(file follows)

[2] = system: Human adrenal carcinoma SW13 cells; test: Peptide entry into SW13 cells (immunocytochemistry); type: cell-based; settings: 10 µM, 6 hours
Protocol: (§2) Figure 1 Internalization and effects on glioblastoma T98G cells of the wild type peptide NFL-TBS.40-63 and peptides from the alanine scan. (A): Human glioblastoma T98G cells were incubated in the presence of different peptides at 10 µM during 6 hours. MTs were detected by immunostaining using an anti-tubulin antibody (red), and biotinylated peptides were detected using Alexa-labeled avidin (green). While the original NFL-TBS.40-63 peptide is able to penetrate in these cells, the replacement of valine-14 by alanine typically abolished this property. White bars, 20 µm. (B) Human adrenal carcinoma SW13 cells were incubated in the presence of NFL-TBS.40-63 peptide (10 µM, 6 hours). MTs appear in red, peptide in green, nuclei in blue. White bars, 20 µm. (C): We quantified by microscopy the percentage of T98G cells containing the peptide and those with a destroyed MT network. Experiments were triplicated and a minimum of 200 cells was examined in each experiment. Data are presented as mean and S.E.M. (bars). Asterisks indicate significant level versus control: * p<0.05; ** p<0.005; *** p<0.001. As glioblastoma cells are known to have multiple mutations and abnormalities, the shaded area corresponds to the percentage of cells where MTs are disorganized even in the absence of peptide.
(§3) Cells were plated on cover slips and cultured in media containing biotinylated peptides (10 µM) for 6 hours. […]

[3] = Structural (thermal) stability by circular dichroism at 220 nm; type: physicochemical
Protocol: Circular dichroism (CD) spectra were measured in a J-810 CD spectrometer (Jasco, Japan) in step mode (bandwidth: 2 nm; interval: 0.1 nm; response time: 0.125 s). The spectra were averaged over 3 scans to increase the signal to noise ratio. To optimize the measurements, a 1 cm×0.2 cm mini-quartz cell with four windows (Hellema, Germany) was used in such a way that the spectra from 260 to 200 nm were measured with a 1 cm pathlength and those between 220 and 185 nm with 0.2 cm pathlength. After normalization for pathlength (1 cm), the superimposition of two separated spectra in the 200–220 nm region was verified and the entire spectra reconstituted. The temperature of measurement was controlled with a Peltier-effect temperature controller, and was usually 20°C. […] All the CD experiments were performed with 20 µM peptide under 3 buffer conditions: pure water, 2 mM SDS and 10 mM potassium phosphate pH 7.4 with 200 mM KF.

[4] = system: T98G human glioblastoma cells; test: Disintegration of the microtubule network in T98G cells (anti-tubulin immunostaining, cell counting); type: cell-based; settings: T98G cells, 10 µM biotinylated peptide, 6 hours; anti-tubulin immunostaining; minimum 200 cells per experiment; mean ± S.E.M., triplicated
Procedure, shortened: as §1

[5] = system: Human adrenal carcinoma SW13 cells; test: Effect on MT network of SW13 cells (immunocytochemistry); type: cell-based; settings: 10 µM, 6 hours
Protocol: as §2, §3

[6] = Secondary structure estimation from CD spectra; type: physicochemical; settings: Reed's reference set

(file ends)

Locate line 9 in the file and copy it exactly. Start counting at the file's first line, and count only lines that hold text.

Protocol: as §2, §3